N.dollars 50 million for Windhoek’s informal settlement

14 Aug 2019 10:00am
WINDHOEK, 14 AUG (NAMPA) – The Ministry of Urban and Rural Development (MURD) has set aside N.dollars 50 million to improve the living conditions of Windhoek’s informal settlements residents between 01 June 2019 to 01 March 2020 (10 months).
This decision was taken at a meeting between the City of Windhoek (CoW), MURD and Khomas Regional Council (KRC) officials on 14 May 2019.
This information is contained in a dossier that was recently presented at CoW’s monthly council meeting in the capital.
“Faced with time constraint and a health emergency, about 72 per cent of the budget will be spent on curbing the onslaught of Hepatitis E,” reads an attached proposal titled ‘MTEF 2019/2019 – 2021/2022| City of Windhoek improvement of living conditions in the informal settlement’.
The project’s primary objective is to improve access to land and basic services such as potable water, toilets, roads, electricity and ultimately the security of tenure during that period.
To achieve this, about 2 per cent of the budget will be spent on strategic spatial planning for Farm 508 to give a spatial vision for the township establishment process that will follow.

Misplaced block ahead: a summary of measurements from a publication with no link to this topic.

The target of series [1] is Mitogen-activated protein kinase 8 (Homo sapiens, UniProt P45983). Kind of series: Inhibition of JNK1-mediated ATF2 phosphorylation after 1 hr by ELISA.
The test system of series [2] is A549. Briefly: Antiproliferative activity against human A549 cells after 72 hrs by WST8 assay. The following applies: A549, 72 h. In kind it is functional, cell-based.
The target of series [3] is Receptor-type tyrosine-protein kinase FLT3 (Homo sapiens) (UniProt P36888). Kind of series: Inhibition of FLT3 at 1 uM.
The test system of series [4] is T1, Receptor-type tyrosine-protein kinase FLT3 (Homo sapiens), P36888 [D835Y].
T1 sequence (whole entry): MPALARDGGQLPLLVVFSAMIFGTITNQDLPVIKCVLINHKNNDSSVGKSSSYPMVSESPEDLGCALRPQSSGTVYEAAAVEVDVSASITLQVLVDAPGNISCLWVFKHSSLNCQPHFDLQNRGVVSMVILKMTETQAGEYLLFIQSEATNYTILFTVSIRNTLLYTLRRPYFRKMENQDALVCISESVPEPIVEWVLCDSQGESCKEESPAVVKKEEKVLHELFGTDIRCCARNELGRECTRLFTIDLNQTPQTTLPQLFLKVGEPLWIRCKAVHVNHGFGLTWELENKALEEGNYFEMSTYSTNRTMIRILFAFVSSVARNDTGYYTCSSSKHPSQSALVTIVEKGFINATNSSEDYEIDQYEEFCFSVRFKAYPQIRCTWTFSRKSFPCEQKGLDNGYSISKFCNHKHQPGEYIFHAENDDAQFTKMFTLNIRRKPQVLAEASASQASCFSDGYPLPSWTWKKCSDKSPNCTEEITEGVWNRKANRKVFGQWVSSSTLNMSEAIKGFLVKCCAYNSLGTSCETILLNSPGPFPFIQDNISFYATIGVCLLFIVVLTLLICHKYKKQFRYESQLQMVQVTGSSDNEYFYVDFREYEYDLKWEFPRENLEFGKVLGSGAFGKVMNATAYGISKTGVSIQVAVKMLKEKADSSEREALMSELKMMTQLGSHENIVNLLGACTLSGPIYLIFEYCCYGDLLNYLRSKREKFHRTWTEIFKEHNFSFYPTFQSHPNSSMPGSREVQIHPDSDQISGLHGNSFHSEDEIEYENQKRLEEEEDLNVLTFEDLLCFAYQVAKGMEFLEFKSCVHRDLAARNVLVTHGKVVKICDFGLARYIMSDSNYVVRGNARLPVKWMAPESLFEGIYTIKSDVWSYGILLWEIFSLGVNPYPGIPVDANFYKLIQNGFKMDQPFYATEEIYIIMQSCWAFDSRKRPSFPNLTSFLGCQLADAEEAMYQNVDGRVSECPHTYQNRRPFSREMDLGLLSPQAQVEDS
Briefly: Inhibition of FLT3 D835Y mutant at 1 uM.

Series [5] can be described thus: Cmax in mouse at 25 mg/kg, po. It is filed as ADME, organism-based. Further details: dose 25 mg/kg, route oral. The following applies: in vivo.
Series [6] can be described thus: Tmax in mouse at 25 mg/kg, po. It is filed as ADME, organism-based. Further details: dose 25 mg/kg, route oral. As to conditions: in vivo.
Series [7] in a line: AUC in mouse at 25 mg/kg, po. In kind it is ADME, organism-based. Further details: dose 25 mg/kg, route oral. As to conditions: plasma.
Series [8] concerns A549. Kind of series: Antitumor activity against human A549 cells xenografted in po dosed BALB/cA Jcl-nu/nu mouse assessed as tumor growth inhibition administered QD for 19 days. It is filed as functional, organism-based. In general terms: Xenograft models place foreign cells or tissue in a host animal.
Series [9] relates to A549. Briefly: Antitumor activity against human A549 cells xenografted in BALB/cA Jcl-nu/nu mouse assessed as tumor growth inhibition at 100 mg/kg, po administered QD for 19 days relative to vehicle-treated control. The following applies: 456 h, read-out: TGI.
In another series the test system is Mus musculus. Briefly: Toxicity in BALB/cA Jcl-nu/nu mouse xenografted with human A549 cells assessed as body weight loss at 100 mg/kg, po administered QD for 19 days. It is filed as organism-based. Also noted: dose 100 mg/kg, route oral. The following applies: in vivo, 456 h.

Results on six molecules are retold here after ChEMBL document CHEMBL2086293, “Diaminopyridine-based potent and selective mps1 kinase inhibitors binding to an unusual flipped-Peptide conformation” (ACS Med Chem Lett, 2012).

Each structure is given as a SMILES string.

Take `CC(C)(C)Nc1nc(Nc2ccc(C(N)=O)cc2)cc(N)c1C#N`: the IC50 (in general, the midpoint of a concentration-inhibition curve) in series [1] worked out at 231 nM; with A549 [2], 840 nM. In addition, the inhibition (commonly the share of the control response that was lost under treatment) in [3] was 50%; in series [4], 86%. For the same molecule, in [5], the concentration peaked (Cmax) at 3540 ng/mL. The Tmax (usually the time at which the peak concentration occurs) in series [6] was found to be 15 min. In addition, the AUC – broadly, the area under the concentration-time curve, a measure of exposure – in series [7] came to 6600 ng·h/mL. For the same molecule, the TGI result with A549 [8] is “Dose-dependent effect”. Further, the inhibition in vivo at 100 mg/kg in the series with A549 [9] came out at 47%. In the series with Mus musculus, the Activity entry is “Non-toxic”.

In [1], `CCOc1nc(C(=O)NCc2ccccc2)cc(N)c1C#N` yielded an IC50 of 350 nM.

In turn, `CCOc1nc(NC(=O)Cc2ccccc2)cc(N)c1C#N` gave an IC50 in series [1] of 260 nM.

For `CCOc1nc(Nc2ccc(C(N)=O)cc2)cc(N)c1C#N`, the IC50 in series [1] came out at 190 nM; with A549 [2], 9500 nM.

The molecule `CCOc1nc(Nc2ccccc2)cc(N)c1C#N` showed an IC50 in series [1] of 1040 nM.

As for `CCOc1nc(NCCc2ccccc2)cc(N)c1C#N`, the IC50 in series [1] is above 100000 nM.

An amount of N.dollars 3.5 million has been earmarked for road level design, while for the construction of water and sewer lines, N.dollars 4.1 million has been set aside for the Havana, Goreangab, Okuruyangava and Otjomuise settlements.
Meanwhile, 8.6 per cent (or around N.dollars 4.3 million) of the budget will be allocated to the planning and registration of about eight townships, including redesigns, where CoW has contractual obligations.
“The money will never be enough. That [N.dollars 50 million] is just money allocated for a specific financial year. It is not a once-off amount,” Khomas Regional Governor Laura McLeod-Katjirua told Nampa in an interview on Wednesday.
The latest statistics by the Shack Dwellers Federation indicate that there are 308 informal settlements in Namibia with 228 000 shacks which house around 995 000 people in urban areas.
“Urbanisation is not going to stop. Windhoek is the only capital city we have. The problem is that when people settle in these places, they don’t report to any authority. They just settle and demand services. This gives a lot of pressure on the government and the authorities' fiscus,” she added.
Lasting solutions to the mushrooming informal settlements include their formalization as well as the construction of low-cost houses though Public-Private Partnerships, she said.
“But what is a low-cost house and to whom is it a low-cost house? [It is not clearly defined]. If somebody runs a cuca shop, what is a low-cost house for that person,” the governor said.
(NAMPA)
MEM/HP